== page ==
Dieting -- much like pimpin' -- ain't easy. When you make the decision to cut back on, say, cheeseburgers, it seems like that's all you see. Every commercial on TV features the glorious sizzle of a patty mid-grill; every billboard tempts you with glistening lettuce and tomato topped with gooey cheese. You dream of sesame seeds.
If it seems hard for the average person, consider the plight of the food industry worker, who's surrounded by rich, decadent meals on the daily.
Pavle Milic, owner of FnB Restaurant in Old Town Scottsdale, knows firsthand how rough it can be to balance your weight with a food-centric job. He recently began a quest to lose 20 pounds in three months and admits steady losses have been tough to maintain.
"The first week I went, I weighed 197 at the start," Milic says.
"By the end of the week, I was at 191," he continues. "That was pretty freaking awesome, so on my day off I had three beers, two glasses of white wine, three glasses of red wine, and I invited people over -- one of them being Payton Curry -- who made foie gras mousse, homemade mozzarella, chicken, chimichurri, rice and salad. So of course, I weigh myself the next day and I'm at 196. Talk about sabotaging all your hard work."
Part of the problem, Milic says, is the very nature of a food worker's job.
"Being in such close proximity to good food and wine definitely doesn't help when it comes to restraint," Milic says. "It's also a pretty intense job in terms of how it affects you emotionally. You have to be able to break that habit of rewarding yourself because you worked hard, had a challenging night, or had someone complain about you or your service."
A vampire life that often brings chefs and servers home well past midnight also leads to dietary dilemmas.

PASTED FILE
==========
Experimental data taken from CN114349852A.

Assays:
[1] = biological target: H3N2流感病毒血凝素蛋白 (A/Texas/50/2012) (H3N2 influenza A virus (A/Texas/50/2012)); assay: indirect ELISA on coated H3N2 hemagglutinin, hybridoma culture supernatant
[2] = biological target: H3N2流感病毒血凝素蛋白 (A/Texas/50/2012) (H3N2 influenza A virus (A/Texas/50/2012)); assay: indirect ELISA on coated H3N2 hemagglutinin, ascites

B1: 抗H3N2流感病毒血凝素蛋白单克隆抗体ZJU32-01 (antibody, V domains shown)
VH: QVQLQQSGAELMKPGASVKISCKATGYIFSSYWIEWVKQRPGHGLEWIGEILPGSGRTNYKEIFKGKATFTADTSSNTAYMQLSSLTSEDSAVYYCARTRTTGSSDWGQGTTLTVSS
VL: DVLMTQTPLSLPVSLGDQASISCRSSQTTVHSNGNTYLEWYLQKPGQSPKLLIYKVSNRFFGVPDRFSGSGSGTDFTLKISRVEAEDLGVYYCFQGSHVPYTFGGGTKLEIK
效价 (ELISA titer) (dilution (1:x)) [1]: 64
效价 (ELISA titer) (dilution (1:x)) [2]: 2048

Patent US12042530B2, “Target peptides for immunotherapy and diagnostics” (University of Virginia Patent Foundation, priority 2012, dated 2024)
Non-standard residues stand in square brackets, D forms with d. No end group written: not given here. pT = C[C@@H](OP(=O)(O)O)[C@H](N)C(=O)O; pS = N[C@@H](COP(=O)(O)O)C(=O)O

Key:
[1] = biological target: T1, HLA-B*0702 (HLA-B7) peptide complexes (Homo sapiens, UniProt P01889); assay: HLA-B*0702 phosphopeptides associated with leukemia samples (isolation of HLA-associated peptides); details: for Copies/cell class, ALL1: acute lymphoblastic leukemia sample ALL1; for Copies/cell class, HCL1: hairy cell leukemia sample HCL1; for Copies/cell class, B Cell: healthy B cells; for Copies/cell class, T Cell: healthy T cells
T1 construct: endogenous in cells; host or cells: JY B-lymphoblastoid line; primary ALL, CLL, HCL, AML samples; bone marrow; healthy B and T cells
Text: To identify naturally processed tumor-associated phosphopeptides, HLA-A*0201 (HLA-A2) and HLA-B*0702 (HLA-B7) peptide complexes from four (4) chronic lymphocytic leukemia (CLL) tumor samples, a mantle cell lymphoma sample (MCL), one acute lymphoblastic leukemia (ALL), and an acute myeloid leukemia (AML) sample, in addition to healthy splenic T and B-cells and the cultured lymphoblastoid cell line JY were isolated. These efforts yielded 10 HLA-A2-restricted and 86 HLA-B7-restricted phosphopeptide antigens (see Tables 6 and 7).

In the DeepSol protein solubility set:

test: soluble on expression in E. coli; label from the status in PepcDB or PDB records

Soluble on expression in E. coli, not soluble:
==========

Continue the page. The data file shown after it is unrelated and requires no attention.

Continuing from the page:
"Most nights, by the time I get home it's 2:30 a.m.," Milic says. "You work your ass off all day, and it's so easy to come home and say, 'Shit, I worked hard all day. I'm going to pop a bottle of wine and have dinner proper,' and you end up in bed...with a full belly. It goes with the lifestyle a little bit until you decide to take a step back and change something."
Which is exactly what more and more Phoenix foodies seem to be doing.
Payton Curry, formerly of Caffe Boa and now heading the recently-launched pop-up Curry-ousity, will be hosting a vegan menu on Easter Sunday. (And we hear he's taken a personal interest in eating healthier himself, though he has yet to tweet us back.)
Ty Largo, owner of Up Agency and the author of Juxtapalate, a local food blog, recently launched a personal weight loss campaign to combat the habits brought by his profession. Largo says he dines out at least 8-12 times a week at many restaurants in the Valley, talking food for restaurants and keeping a pulse on the market.
"My strategy: smaller portions and gallons of water a day," Largo says. "Add in a little tennis and I'm hoping to ready for poolside cocktails in late April."
The foodie says he also plans to organize a weight loss challenge among chefs, food critics and bloggers in the Valley.
In March, Charleen Badman -- Milic's partner at FnB -- hosted a lunch for 550 students at Arcadia Neighborhood Learning Center elementary school in Scottsdale. The meal showcased healthy ingredients from local farms, introducing students, teachers, administrators and parents accustomed to processed school pizza to foods like purple carrots and watermelon radishes.
Badman also walks the walk, having lost more than 100 pounds since starting her own diet about a year ago, according to Milic.
"I've been watching Charleen literally melt away in the past year," Milic says.
Inspired by Badman and Curry, Milic embarked on a habit overhaul, pledging to attend Ultimate Body Boot Camp sessions three days per week, hike Camelback Mountain twice a week, and limit the days he drinks wine to his day off.
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SHOW ME HOW
You read that right: Pavle Milic, the man who crusades so hard for Arizona wine, has all but cut the drink out of his diet.
Acknowledging his space in the public eye, Milic made the decision to post his dieting efforts online.
"It's really not that cool to put up everything you feel about yourself that's not right, whether it's your man boobs or your big ass belly, for everyone to see," he says. "But if I can at least chronicle what I'm going through, that may be the impetus or the catalyst to compel someone else to make some change in their lives. If I impact positive change in at least one person, I feel it's worth the work of actually having a blog."
Check out pavlemilic.com for more about his health experiences and check back with Chow Bella for news about Largo's foodie challenge later this year.